Of course, the two words are different in the various possible languages (there are a number of them), but the versions given are supposedly rather common.  It’s a start, anyway.  And, some folks “over there” may still be aware of the two words.  That may or may not be of value for anyone going through this discussion, but it seems worth noting.  Coming upon the terms if just reading can leave one at a loss.  According to some fairly reliable sources, after 1867, the description “Austrian Empire” was not in use as much as thereafter it was the Dual Monarchy.  There is not room here now to be going into other things that might cast some light on something like an ancestry hunt, but it should be mentioned there are some for another day. 

Sharing what one finds can be a good thing. 

Thoughts About Home

What is a home?  It’s a base of operations.  Ideally, there are other elements to such, like it should be a place where you can stay put for as long as you wish, but if there is no other aspect, it’s a base of personal operations.  Sometimes things (and people) make it a miserable place, but as long as one can sort of hole up in there, it’s “home” at least until something better can be found.  And, it does not have to be a house, but a degree of shelter (protection) from both the activities of nature and other humans is pretty much an inherent factor although not completely.  So, home is where one goes when there’s no place else to go, and it either has to be found, built or bought.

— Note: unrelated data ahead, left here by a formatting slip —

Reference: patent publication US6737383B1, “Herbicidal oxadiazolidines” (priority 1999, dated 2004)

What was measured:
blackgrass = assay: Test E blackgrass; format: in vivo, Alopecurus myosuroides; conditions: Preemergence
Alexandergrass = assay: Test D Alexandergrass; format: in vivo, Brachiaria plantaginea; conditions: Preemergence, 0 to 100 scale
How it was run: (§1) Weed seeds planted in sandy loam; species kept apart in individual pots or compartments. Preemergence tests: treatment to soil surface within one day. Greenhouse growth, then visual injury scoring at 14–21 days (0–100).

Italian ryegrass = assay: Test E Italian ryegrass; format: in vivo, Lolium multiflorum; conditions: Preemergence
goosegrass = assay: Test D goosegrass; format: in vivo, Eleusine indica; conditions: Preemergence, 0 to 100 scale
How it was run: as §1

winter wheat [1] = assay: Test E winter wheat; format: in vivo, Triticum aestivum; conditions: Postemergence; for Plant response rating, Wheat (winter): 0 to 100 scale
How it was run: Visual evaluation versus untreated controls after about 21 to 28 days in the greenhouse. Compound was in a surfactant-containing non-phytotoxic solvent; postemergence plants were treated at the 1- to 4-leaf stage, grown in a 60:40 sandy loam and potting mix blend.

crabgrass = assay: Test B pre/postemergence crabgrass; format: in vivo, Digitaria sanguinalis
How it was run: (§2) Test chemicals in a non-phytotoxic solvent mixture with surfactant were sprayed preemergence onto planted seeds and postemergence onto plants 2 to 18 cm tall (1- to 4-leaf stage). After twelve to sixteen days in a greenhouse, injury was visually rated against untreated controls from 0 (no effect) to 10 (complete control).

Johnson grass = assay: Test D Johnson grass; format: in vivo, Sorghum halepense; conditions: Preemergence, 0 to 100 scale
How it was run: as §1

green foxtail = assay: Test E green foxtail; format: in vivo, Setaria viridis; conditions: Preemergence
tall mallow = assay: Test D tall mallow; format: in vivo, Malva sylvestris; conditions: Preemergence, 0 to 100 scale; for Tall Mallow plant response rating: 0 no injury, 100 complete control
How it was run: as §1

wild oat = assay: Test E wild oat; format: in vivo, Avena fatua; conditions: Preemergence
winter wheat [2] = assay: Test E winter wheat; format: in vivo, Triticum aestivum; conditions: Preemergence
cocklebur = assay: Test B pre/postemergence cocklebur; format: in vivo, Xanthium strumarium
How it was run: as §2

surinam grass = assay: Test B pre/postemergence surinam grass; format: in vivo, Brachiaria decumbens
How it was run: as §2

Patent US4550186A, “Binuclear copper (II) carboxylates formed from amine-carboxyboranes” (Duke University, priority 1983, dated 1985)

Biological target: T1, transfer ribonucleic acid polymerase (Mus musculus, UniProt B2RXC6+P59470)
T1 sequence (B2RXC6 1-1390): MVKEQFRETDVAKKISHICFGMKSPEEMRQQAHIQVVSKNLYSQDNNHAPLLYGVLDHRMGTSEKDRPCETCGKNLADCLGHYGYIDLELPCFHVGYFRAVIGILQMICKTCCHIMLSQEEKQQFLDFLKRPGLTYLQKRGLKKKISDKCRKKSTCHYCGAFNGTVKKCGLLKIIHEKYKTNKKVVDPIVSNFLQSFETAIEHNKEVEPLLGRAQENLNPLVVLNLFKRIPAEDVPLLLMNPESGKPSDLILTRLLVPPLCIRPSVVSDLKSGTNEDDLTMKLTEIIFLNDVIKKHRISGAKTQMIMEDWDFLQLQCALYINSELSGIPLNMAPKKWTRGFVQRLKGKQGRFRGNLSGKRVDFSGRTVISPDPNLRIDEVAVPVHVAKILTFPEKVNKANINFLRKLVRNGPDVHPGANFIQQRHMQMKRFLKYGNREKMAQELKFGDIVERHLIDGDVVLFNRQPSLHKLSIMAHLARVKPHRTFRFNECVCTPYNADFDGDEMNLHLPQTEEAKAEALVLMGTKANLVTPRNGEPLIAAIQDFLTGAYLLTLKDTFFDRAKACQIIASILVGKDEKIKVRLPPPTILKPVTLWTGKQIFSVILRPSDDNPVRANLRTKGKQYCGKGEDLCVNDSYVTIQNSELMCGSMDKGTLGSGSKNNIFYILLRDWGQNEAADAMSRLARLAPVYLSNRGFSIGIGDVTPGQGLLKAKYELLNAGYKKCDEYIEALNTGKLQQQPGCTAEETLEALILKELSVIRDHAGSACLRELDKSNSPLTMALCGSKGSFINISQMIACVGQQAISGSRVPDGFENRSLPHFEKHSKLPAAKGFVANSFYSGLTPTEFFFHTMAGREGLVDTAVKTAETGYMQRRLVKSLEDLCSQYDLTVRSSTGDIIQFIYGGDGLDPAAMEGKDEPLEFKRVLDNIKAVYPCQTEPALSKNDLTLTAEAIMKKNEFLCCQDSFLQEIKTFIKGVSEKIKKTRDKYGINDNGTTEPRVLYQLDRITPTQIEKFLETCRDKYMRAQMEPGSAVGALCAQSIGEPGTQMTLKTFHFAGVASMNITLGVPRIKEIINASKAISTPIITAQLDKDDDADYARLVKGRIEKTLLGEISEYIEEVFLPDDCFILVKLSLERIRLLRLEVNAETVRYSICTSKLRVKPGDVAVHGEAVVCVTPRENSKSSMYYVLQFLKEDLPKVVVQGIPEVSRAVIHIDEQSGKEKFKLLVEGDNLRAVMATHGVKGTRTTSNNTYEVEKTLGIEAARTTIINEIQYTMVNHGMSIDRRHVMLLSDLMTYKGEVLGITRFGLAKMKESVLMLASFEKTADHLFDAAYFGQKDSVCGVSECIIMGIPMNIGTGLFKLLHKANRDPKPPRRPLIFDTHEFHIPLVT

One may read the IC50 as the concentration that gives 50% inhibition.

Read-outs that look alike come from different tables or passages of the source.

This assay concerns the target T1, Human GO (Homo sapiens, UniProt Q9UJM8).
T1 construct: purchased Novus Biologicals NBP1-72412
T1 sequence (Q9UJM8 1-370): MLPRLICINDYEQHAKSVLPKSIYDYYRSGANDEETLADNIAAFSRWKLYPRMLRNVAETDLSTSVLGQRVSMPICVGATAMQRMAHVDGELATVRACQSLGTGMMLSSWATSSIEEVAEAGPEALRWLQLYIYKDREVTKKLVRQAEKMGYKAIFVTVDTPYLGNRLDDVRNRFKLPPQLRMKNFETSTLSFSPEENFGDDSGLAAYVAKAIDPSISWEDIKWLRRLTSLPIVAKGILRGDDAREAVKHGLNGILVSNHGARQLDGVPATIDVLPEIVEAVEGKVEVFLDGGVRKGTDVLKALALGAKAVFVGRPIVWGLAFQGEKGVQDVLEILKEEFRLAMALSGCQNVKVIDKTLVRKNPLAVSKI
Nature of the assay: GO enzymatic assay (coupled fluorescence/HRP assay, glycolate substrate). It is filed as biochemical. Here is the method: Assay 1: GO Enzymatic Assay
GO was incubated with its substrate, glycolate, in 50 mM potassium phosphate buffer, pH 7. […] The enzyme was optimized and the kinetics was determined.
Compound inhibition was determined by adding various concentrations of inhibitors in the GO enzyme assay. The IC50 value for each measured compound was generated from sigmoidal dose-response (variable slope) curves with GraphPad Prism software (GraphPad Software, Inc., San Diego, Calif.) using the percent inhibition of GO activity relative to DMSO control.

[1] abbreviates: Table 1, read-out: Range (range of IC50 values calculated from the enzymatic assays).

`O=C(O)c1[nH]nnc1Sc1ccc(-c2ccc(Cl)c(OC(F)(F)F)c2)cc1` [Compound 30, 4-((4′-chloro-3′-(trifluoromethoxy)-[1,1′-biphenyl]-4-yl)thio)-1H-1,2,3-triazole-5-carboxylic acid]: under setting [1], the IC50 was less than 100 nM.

The new apartment underfoot, for an unexpected reason, seriously generated strings of thoughts of “home.”  It’s simply a one bedroom apartment.  There is also a kitchen, bath and a good-size room for “living” with a small entry area.  The square foot area is not exceptionally greater than that of the previous apartment, which was an efficiency but spacious enough that a room divider could have essentially made it two rooms.  The previous place, however, never acquired a sense of “home,” possibly because much unpleasantness began within a week.  Instinctively there was the drive to find a place somewhere else that lasted even though the nasty people were eventually gone.

White woodwork around the windows makes a difference, but the efficiency was also going to get white woodwork around the windows.  About forty years of adult life were spent with white woodwork.  Being on the first floor makes a difference.  It is closer to solid ground (like most houses).  The bedroom door was what really brought a home notion into focus; a long mirror is attached.  The original House in the City house had a full length mirror on the living room closet.  It was rarely used, but it was there.  What’s familiar allows people to operate in accordance with past habits.  There is less need for adjusting, which is good if the habits are good. 

Lucking into things is accidental.